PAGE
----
Another way to address the issue of the best taxation policy is to see which citizens are the happiest. If the taxation is to provide good public and common goods to citizens, and if providing good public and common goods is important to the quality of citizens’ lives, then we might as well measure citizen’s perceived quality of life directly, and identify the taxation system in which citizens are the most satisfied with their lives in general.
Uli Schimmack (U of Toronto), Ed Diener (U of Illinois), and I took the latter approach, and examined whether a certain taxation policy was associated with the happiness of the nations. Considering the main political debate has been between progressive taxation (the rich pays the higher rate of tax) and flat taxation (everyone pays the same rate of tax), we examined the relation between the degree of progressive taxation and the average happiness of citizens across 54 nations (see Oishi, Schimmack, & Diener, 2012, Psychological Science for details).
The bottom line: The residents of the nations with more progressive taxation were happier than those of the nations with less progressive taxation. The correlation coefficient was non-trivial: r = .33 with general life satisfaction and r = .46 with daily positive experiences (e.g., enjoying, smiling, doing something interesting, feeling well-rested).
The nations with the most progressive taxation among the 54 nations were Sweden (the top income bracket’s tax rate is 57%, whereas the lowest income bracket’s tax rate is 0%, i.e., a 57% difference), the Netherlands (52% difference), and Japan (45% difference). The U.S. ranked #34 among 54 nations with 20% difference (the top income bracket rate is 35%, the lowest is 15%). The nations with the least progressive taxation were Bulgaria, Czech Republic, Estonia and other countries that have flat tax rates. The first observation is that rich Americans do not pay as much as rich Swedish, Dutch, or Japanese people in absolute terms as well as relative terms (relative to non-rich). So, the argument that rich Americans are already paying too much seems inaccurate at least from a global perspective.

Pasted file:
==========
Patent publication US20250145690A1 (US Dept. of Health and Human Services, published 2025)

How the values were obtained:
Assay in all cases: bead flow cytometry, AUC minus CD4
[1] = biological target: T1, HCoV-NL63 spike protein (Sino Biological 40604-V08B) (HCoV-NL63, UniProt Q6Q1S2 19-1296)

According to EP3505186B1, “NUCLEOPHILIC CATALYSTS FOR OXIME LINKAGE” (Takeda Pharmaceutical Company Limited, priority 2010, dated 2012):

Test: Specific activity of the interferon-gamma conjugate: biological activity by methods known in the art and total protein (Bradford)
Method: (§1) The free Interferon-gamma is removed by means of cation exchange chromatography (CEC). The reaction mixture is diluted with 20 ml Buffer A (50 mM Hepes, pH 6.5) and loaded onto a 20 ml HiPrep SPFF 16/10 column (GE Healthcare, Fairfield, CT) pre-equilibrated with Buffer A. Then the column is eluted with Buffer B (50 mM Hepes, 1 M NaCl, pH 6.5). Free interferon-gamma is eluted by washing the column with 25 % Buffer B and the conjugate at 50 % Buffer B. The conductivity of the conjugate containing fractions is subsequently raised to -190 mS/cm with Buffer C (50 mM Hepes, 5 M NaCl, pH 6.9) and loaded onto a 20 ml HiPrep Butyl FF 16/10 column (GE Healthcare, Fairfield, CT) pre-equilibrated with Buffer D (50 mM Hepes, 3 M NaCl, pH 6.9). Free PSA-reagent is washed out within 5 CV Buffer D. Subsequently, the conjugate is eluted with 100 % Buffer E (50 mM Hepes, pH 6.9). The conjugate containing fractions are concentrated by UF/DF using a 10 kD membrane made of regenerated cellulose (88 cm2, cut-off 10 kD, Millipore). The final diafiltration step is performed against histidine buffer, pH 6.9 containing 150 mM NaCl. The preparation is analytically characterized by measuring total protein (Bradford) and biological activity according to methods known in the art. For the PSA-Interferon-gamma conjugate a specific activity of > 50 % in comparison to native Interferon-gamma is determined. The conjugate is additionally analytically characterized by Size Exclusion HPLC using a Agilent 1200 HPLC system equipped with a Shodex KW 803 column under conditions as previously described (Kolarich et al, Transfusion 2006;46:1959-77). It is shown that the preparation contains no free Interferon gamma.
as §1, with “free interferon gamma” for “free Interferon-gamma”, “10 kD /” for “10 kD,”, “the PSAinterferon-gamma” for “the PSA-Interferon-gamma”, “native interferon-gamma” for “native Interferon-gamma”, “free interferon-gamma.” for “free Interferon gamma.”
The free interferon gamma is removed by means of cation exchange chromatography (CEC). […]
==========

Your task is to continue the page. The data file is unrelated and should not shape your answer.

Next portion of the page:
Some might worry that the “official” tax rate is different from the “actual” tax rate (the tax that residents actually pay after various deductions). We checked, therefore, the “effective” tax rate (published by OECD, which is close to the “actual” tax rate). The results were virtually the same (r = .36 with general life satisfaction, r = .46 with daily positive experiences).
Of course, the above correlations are, well, simple correlations. Thus, third variables could account for this association. To our surprise, however, progressive taxation was not associated with GDP per capita (r = .15) or income inequality, Gini coefficient (r = .13). Statistically controlling for these variables did not reduce the original correlations.
More interestingly, the degree of progressive taxation was associated with higher levels of satisfaction with public and common goods (r = .54, p < .01). Finally, we showed that the association between progressive taxation and the subjective well-being of the nations was mediated (explained) by citizens’ satisfaction with public and common goods. That is, the citizens of the nations with progressive taxation were more satisfied with public and common goods such as transportation, education, and clean water, and also satisfied with their lives in general and reported smiling, enjoying life, being well-rested, and doing something interesting on a daily basis.
Some readers might also wonder if our findings mean that the bigger the government, the better (another important political issue in the U.S.). We checked whether larger government (higher % of GDP spent on the government) was also associated with greater satisfaction with public and common goods and greater life satisfaction and well-being in general. To our surprise, that was NOT the case. The government spending as a percentage of GDP was NEGATIVELY associated with general life satisfaction (r = -.46) and daily positive experiences (r = -.45): the greater the government spending as a percentage of GDP, the LOWER citizens’ life satisfaction and positive daily experiences were (FYI, the U.S. is relatively a “small” government at this point, ranked #49 out of 73 nations in government spending per GDP).